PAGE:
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Wednesday, October 05, 2022
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Of all the holidays we celebrate over the course of the year I sense that one Yom Tov, in particular, is more deeply connected to our physical home than any other. It can’t be Pesach that I’m referring to as many of us find ourselves away from home traveling to be with family for the Sedarim. Although Chag Sukkot is centrally focused on where we actually sleep/reside, the holiday encourages us to look past our physical abode and see ourselves in more spiritual terms. Hence, we go outdoors, living under the protection of the Creator for much of the time. It certainly isn’t Yom Kippur where the custom is to spend the day in the synagogue and even if you find yourself at home, it will surely feel different than other days of the year when one can brew a cup of coffee at the flick of a switch.

This brings us to Rosh Hashanah which we will be celebrating in the coming days. Anecdotally speaking, on the first night of Rosh Hashanah more people will enjoy their meals at their “homestead” than on any other Jewish Yom Tov of the year. Children who have “flown the coop,” whether married or unmarried, make their way back to their parent’s home, some sharing their childhood bedrooms with a new spouse or child for the first (or 20th) time.

For many in our neighborhood our houses will be at full capacity, embracing kids and, for some of us, grandkids and great grandkids. And our homes, while not used technically speaking to perform any of the holiday rituals, will become the setting for many of the festivities, the proverbial canvas for our holiday painting. And, of course, everything needs to be working at maximum working capacity and efficiency. The kitchen fridge (and garage fridges and basement fridges) will be fully stocked, with the never ending meals being prepared and arranged. Bedrooms all made up with fresh linen and bathrooms cleaned and in working order. In a sense our houses made of brick and mortar become the glue that brings together the family, the memories and the prayers for the coming year.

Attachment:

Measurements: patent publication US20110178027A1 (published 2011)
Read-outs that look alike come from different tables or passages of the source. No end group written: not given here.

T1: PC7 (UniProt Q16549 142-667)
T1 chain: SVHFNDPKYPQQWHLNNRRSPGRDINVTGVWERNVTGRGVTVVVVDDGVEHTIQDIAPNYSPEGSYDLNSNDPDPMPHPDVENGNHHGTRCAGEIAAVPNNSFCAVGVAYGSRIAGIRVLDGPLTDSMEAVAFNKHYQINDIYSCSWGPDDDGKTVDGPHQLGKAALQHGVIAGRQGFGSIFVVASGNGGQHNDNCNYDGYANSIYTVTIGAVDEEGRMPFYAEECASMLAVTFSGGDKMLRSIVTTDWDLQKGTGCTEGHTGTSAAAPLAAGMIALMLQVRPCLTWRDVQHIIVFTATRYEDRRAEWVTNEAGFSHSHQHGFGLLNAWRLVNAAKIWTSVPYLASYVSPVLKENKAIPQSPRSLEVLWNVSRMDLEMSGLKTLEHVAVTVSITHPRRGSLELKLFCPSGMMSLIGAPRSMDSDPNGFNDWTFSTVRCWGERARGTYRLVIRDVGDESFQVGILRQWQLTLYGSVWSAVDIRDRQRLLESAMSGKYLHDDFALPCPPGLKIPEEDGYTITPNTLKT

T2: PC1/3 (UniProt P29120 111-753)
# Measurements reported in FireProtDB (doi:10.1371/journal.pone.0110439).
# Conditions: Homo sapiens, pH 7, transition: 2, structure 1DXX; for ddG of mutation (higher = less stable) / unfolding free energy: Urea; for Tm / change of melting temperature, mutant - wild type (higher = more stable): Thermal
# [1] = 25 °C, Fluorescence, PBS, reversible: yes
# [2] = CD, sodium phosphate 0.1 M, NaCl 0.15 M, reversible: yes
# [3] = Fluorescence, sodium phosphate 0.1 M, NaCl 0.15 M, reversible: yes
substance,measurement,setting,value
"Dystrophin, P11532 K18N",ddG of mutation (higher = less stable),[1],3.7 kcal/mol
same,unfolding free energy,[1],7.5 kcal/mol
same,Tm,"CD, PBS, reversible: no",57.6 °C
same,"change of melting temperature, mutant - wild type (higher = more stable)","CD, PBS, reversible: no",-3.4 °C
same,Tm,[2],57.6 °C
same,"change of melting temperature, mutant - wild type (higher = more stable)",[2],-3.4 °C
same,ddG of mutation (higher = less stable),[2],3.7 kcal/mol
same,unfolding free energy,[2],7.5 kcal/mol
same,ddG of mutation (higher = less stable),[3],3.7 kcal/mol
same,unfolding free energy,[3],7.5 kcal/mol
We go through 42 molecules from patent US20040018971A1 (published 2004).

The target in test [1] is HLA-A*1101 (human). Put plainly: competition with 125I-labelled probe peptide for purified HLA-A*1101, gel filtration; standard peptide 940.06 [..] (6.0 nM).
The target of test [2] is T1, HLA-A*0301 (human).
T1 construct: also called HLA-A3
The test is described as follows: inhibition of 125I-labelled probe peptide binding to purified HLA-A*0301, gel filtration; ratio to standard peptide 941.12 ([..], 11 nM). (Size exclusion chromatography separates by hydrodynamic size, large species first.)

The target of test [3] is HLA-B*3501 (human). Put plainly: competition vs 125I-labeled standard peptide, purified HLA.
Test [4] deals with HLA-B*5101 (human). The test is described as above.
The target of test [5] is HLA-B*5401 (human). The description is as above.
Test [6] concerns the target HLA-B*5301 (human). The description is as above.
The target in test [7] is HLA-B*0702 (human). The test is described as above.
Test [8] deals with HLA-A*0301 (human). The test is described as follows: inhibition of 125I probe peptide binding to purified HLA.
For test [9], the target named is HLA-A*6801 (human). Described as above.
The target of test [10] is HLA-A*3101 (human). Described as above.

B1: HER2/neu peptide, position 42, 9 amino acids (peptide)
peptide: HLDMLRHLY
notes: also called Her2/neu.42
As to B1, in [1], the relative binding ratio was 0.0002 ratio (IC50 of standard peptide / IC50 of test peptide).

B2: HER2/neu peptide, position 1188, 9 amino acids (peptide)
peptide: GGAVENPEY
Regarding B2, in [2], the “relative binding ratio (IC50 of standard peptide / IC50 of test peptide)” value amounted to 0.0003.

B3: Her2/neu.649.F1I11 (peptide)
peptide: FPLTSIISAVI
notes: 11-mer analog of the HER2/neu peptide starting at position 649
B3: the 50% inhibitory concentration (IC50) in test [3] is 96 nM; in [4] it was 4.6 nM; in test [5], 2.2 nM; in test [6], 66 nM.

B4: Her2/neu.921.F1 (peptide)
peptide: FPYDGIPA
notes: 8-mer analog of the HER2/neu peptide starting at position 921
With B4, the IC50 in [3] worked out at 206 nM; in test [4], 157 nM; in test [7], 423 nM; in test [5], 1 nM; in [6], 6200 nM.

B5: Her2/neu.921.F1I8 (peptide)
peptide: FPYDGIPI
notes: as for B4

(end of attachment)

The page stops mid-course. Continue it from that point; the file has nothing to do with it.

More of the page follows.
Our tradition teaches us that the way we conduct ourselves over the coming two days of Rosh Hashanah is a harbinger for the coming year. Most famously we dip an apple in honey in the hope that the coming year will be filled with sweetness.

As this is a column on real estate, how could I miss this opportunity to wish the entire community and all of Bergen County good health and happiness as we bask in the warmth and comfort that our homes and families provide.


Nechama Polak is the broker of record and owner of V and N Group LLC located at 1401 Palisade Ave in Teaneck. [email protected] 201 826 8809.

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